Learning to Listen

“Listening is an art that requires attention over talent, spirit over ego, others over self.” ~Dean Jackson

listening-manListening is a lost art. Believe it. There’s something to be said for sitting still, giving eye contact, and nodding along, not because you’re waiting for a chance to speak, but because you care enough to be there. I know too many people who are waiting to jump in, to offer suggestions, and to tell their own personal stories that may or may not be relevant to the issue at hand. But sometimes, sometimes listening should be just that — listening. Being there. Proving it.

And believe it or not, but someone you just met today can be a better listener than the friend you’ve had since diaper days. Someone who just walked into your life can be the friend to whom you can be most vulnerable and just let it out. Sometimes that’s better because you have no preconceived notions of them, and they have none of you. They can come into it as a fresh page ready to receive the scribbles of your soul.

I’ve had too many friends over the years who used me as just that sounding board, from those who I had known a while to those who I had just met, but something that was common to the vast majority was the assumption that there would be no reciprocation. I know this because these friends were never really there for me when I needed them, were never truly listeners for me because every time I saw them they were too busy talking.

Beware those who can’t keep their mouths shut long enough to listen. Odds are that if you let them in on your secrets, they won’t be secrets for long. And if they’re constantly interjecting their own thoughts how can they possibly be there for you? I know a few people who are always comparing whatever I’m saying with something that has happened in their life, even if there are absolutely no parallels, instead of just letting me vent, or get out my thoughts. They eventually moved on to other friendships, which was okay with me.

Because often that’s all I need is a pair of ears, a soul that obviously cares, and eyes that look into mine with empathy, with caring, with a firm commitment to be there for me. And that’s what I try my best to give to my friends who need me in turn. And it’s not reciprocity, the idea of “tit for tat.” It’s just being a good friend, no matter how often they may need me, or no matter how often I need them. They don’t keep score. They don’t disappear from my life, and I don’t from theirs.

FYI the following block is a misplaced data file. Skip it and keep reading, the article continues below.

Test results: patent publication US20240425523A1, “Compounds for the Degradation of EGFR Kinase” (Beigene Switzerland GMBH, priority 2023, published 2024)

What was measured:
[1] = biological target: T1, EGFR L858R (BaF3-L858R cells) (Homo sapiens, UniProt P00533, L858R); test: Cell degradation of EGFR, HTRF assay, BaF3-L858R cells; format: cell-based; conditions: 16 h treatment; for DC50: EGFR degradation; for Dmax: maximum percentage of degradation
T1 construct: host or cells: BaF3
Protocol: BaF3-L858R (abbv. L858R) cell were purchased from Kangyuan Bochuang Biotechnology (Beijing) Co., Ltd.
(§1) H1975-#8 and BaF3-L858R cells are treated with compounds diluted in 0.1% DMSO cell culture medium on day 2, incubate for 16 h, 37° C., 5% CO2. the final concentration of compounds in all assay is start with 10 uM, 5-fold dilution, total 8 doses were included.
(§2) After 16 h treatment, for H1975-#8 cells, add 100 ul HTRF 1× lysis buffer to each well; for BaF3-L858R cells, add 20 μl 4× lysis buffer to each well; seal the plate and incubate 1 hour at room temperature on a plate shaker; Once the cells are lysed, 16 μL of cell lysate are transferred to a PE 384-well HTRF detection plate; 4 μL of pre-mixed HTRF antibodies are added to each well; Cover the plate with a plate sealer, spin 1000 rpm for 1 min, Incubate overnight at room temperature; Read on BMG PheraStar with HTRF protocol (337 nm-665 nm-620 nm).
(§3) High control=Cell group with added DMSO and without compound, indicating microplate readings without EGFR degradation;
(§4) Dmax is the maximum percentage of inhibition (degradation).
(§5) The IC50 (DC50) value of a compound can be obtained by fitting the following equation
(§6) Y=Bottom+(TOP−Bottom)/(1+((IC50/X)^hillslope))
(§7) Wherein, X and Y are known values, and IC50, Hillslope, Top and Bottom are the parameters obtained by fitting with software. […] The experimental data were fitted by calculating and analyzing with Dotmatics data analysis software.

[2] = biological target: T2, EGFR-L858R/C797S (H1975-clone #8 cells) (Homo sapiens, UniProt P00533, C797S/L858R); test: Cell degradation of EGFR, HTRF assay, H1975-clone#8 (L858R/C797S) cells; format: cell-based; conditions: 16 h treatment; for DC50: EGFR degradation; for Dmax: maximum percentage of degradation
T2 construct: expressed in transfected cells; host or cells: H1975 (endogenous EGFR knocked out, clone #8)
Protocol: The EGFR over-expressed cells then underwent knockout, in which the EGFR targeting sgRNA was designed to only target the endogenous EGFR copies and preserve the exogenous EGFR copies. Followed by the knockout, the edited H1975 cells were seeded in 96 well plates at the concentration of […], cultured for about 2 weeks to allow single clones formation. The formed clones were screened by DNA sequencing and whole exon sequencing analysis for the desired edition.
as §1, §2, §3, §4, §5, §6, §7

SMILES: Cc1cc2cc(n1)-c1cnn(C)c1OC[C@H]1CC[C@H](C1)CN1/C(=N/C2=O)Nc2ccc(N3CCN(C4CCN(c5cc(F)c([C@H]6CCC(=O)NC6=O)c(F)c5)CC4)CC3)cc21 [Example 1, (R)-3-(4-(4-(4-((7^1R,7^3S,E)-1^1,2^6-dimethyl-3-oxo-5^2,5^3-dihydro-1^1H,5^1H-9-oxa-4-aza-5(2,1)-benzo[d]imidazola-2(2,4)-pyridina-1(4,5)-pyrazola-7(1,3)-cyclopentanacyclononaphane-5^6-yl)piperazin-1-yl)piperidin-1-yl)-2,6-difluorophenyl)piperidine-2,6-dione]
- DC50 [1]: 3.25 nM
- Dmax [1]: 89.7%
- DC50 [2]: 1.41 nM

Learning how to listen is a skill that is dormant from way too many people’s lives. It might have to do with the selfishness social media breeds, or it could be something else entirely. But whatever the reason, we need to bring it back. We need to empathize with others, to give them the gift of our time, because nothing is more precious.



Brevity of Life

11060329_10206365585243611_3574390560280793056_nWhy do you think it takes someone dying for us to finally realize the brevity of life? I mean, we can be blissfully ignorant most times, can’t we? Someone we’ve known for our entire lives is someone we’ll know for the entire rest of our lives, or so we think without consciously thinking it. It’s just the way things are, but in the blink of an eye things can change. A diagnosis can happen, and we put on a brave face because how can it possibly be? It’s surreal… until the unthinkable happens and we have to cope with the loss of someone we thought couldn’t be lost.

I admit I fall into this trap way too often, thinking that the status quo will always be the status quo, but things change, and I am forced to change with them. People die and I’m challenged to deal with it, to keep on surviving. Because that’s what we all are, don’t you know? We’re survivors each and every single day because none of them are promised to us. The end of today isn’t even promised to us, but we live our lives as if it is. We waste too much time doing nothing of consequence, not spending time with people we love because we’ve slipped into these patterns of taking each other for granted.

Then time is up and the aftermath wakes us up, as if we were the ones who were dead and we’re finally coming alive. The mourning sweeps through us like a wave, toppling us from the ledge where we felt we were safe. Now it’s fair game, and we know we could be next, or the people we love. Isn’t it sad that it takes death to remind us that we should be alive? We go to the funeral, to the wake, to the calling hours, to pay our respects to the family that is shell-shocked no matter how long the person has been dying. We pay our respects to them, so why not pay those same respects to each other when we’re both still alive? Don’t put off for tomorrow what you can do today. I need to take my own advice.

Because life is short, no matter who you are.


Chatting With Lexi: On Being Grateful